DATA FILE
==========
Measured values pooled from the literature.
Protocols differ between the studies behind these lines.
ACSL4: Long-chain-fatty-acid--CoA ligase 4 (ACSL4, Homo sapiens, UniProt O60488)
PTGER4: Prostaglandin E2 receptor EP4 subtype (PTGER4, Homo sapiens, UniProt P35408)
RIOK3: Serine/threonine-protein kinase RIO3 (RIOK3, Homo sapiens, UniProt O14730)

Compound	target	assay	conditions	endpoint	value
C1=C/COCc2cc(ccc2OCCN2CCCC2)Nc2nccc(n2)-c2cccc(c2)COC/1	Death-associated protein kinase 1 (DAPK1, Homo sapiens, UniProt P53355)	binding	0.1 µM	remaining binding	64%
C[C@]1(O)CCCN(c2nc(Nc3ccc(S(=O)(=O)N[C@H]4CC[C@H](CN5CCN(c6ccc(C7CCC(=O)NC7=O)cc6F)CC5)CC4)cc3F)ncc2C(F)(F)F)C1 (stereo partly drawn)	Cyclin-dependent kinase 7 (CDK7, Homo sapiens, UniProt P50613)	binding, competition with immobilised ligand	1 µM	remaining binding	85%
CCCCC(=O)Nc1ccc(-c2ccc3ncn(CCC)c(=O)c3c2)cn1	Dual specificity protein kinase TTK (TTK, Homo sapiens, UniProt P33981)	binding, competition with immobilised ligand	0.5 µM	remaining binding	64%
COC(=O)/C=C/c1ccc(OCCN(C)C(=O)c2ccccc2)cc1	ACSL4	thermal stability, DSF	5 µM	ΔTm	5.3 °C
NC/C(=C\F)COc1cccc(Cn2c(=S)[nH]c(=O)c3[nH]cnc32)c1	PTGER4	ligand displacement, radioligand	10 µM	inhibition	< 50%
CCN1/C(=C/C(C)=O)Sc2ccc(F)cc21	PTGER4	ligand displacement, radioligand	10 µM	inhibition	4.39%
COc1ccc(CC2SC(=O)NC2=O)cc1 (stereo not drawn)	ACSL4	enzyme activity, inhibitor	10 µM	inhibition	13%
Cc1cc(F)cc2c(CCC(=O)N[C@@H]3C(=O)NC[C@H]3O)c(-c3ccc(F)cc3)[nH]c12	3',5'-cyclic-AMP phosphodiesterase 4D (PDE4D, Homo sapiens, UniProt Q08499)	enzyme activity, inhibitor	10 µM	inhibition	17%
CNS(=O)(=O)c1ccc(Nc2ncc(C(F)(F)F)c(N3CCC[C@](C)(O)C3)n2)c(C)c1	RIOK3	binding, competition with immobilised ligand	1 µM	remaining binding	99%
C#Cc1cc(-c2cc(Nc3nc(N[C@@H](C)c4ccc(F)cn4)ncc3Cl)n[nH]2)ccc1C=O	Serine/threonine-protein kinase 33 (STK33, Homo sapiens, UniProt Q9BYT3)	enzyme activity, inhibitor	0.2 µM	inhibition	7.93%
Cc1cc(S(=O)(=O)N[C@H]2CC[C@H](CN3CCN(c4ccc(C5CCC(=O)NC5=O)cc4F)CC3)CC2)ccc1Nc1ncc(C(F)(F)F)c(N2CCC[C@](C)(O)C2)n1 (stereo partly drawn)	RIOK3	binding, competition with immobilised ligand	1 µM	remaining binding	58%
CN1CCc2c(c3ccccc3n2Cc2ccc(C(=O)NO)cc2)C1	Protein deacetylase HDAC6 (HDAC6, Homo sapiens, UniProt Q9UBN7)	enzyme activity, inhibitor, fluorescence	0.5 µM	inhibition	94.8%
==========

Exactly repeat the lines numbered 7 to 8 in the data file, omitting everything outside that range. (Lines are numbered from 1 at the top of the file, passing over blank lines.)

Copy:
C1=C/COCc2cc(ccc2OCCN2CCCC2)Nc2nccc(n2)-c2cccc(c2)COC/1	Death-associated protein kinase 1 (DAPK1, Homo sapiens, UniProt P53355)	binding	0.1 µM	remaining binding	64%
C[C@]1(O)CCCN(c2nc(Nc3ccc(S(=O)(=O)N[C@H]4CC[C@H](CN5CCN(c6ccc(C7CCC(=O)NC7=O)cc6F)CC5)CC4)cc3F)ncc2C(F)(F)F)C1 (stereo partly drawn)	Cyclin-dependent kinase 7 (CDK7, Homo sapiens, UniProt P50613)	binding, competition with immobilised ligand	1 µM	remaining binding	85%